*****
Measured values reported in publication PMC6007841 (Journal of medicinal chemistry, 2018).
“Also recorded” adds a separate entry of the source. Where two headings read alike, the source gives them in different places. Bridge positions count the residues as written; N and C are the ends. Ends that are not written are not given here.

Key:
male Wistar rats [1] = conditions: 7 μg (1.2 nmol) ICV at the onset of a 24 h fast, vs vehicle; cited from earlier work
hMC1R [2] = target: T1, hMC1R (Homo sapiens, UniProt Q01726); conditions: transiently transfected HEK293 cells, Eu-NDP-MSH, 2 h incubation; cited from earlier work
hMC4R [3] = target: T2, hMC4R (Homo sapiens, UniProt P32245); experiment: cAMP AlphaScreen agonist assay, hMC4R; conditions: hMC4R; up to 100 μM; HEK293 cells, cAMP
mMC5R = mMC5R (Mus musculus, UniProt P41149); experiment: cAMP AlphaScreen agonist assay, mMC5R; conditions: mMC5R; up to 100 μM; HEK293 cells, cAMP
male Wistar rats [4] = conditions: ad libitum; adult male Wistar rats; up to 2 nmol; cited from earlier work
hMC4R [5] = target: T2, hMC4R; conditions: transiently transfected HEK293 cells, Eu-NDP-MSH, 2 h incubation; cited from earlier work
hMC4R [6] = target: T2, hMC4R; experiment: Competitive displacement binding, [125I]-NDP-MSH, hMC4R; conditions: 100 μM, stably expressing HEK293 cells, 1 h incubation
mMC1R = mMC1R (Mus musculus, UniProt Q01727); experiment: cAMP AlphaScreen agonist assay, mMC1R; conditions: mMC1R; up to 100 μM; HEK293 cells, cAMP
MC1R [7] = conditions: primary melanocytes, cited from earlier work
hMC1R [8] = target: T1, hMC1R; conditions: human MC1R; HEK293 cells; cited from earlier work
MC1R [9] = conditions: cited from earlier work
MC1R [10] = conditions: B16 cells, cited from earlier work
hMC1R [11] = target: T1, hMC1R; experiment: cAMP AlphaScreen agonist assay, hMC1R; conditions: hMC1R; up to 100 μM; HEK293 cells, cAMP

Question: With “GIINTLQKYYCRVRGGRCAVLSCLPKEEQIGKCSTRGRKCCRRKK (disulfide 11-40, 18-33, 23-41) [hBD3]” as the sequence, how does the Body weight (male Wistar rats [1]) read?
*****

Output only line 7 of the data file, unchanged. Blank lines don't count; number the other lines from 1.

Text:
mMC5R = mMC5R (Mus musculus, UniProt P41149); experiment: cAMP AlphaScreen agonist assay, mMC5R; conditions: mMC5R; up to 100 μM; HEK293 cells, cAMP